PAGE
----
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What Is Social Security?

Hands Off Social Security

Social Security embodies the principle that we are all in it together and reflects the basic American values of hard work, personal responsibility, caring for family and neighbors, prudent financial management and respect for dignity and independence. Social Security recipients earn their benefits by paying into the system throughout their time at work.

Social Security provides a guaranteed income each year to more than 55 million American workers and their families who have lost income due to retirement, disability or death. That’s nearly one family out of four.

Between 1960 and 2008, Social Security helped cut the poverty rate among seniors by more than two-thirds, from 35 percent to just under 10 percent.

Social Security also provides important disability and life insurance protection, each worth more than $400,000 for young workers and their families, according to the National Academy of Social Insurance. In early 2012, more than 8 million workers with disabilities were receiving Social Security benefits as were 4.4 million widowed spouses and 4.4 million children. More than 1 million children are kept out of poverty by Social Security.

Social Security does not face an immediate crisis, and its modest funding shortfall over the next 75 years can be addressed without benefit cuts or major changes to the program. Social Security does not contribute to the federal budget deficit, and benefit cuts must not be part of any deficit reduction package. 

Just Scrap The Cap (We're Movin' In)

Social Security Is Not In Crisis

The Social Security trust fund is fundamentally sound with a surplus that, according to both the Social Security Trustees and the Congressional Budget Office, will continue for years to come. The trust fund is projected to grow from $ 2.7 trillion in 2012 to $3.06 trillion in 2020. Social Security can meet 100 percent of its obligations until 2033. And even if no changes are made, it can then pay about 75 percent of scheduled benefits.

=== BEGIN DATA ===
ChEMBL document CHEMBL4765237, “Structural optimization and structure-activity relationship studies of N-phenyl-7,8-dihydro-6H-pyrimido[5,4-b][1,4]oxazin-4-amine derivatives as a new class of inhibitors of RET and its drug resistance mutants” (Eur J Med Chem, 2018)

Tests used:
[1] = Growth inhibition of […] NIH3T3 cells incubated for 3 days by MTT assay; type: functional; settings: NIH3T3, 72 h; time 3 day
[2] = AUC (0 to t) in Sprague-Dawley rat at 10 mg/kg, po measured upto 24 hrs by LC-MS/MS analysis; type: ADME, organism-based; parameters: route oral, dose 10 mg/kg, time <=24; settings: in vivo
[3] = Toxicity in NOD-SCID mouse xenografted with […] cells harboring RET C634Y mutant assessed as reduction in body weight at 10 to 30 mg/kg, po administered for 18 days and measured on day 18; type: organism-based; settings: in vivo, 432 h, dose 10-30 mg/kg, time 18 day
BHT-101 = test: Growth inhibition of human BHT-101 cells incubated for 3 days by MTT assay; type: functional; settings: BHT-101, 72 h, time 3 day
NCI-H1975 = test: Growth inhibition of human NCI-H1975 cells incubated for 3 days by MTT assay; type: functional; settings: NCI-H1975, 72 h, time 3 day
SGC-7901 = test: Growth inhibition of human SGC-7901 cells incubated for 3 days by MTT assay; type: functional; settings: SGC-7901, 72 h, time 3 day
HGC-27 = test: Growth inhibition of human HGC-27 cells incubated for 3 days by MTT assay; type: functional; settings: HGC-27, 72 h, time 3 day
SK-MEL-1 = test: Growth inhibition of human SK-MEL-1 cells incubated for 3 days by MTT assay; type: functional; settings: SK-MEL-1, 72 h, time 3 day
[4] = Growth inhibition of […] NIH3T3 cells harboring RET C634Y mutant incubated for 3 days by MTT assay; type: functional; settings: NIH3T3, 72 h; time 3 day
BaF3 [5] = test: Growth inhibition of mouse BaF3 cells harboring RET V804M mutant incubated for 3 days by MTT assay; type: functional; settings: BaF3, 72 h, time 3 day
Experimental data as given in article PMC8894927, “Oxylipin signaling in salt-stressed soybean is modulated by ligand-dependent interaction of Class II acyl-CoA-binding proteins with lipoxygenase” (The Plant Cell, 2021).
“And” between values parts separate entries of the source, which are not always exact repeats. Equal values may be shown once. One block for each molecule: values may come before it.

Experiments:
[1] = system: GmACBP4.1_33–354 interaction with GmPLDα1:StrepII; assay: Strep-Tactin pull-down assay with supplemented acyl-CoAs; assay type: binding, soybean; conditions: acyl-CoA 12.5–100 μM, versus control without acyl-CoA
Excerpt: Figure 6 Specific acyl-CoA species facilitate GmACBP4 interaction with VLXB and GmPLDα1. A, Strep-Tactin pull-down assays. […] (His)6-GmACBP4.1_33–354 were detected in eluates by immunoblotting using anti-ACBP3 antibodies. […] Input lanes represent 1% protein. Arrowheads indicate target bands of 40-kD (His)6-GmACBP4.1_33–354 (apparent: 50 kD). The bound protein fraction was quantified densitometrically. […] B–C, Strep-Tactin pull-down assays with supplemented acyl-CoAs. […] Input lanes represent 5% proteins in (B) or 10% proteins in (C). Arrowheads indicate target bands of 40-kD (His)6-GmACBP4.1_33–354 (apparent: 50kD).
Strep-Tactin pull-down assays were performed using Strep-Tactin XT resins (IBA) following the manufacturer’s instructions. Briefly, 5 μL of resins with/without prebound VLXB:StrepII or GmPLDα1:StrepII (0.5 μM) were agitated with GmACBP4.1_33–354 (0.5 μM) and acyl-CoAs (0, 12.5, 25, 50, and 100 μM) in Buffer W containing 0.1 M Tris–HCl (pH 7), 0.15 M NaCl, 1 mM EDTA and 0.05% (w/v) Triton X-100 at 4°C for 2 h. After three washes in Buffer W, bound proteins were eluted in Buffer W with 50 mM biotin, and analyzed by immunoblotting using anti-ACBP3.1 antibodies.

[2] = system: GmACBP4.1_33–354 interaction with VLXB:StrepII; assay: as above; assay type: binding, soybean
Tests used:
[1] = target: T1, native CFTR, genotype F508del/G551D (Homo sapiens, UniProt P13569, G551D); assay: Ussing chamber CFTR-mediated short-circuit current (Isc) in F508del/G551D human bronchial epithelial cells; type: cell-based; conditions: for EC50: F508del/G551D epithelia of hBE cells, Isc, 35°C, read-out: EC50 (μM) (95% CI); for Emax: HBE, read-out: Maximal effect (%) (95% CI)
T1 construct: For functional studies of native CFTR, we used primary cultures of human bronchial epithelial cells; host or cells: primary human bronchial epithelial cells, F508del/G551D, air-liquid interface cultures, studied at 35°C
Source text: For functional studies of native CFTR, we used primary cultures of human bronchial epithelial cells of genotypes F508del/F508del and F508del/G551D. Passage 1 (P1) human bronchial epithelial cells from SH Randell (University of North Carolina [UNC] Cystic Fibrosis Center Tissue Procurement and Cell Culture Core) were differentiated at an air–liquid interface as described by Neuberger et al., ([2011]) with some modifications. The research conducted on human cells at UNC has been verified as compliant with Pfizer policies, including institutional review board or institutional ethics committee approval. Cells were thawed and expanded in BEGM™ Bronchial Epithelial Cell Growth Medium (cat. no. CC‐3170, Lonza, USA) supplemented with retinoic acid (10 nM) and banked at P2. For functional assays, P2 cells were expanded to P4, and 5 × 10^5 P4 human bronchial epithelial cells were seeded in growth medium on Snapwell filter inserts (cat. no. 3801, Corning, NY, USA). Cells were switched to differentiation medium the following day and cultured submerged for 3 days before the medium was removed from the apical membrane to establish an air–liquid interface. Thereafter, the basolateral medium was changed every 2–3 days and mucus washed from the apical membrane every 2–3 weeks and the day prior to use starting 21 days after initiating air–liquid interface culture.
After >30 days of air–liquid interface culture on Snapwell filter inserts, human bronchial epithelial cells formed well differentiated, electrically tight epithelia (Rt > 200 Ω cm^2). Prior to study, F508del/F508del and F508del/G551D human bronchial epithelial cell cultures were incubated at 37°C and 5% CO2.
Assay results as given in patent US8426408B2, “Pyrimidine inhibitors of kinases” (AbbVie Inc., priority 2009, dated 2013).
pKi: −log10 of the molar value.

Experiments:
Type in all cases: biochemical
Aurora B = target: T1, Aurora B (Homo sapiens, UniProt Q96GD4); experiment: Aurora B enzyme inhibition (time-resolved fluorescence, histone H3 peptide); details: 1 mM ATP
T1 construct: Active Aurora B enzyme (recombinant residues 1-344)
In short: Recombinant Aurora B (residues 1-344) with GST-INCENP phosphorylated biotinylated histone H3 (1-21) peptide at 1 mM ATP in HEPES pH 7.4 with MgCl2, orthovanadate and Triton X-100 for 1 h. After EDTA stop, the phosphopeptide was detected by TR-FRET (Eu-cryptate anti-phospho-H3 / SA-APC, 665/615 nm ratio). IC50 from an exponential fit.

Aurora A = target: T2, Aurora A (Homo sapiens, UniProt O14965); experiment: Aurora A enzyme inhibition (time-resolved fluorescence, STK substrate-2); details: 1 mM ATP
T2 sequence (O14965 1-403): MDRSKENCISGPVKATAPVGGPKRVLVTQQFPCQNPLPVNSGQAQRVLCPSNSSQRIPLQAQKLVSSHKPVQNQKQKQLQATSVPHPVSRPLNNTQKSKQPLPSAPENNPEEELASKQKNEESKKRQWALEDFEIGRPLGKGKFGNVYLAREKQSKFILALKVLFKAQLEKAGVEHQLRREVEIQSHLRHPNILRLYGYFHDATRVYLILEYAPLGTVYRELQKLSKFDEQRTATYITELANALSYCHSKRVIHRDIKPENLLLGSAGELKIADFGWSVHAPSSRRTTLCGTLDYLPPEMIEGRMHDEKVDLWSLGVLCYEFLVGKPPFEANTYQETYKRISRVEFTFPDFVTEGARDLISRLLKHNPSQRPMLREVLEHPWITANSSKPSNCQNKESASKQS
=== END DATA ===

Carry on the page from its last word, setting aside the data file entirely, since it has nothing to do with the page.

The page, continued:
The Social Security surplus is invested in Treasury bonds backed by the federal government. These bonds are as solid as all other Treasury bonds. 

Social Security Does Not Contribute to the Deficit

Social Security does not contribute to the deficit and should not be lumped in as part of the long-term deficit problem. The Social Security trust fund is a separate account with its own dedicated source of funding—employer and employee payroll tax contributions.  It cannot pay benefits unless it has funds to do so--that’s the law. Social Security cannot borrow or spend dollars it doesn’t have.  The real causes of the projected deficits are the Bush-era tax cuts, two wars that were not paid for, the recent recession and health care costs. 

Social Security should not be cut and proposals to do so have been included in various congressional plans to reduce the federal budget deficit. All three of the following changes to Social Security are benefit cuts that would hurt working families and retirees.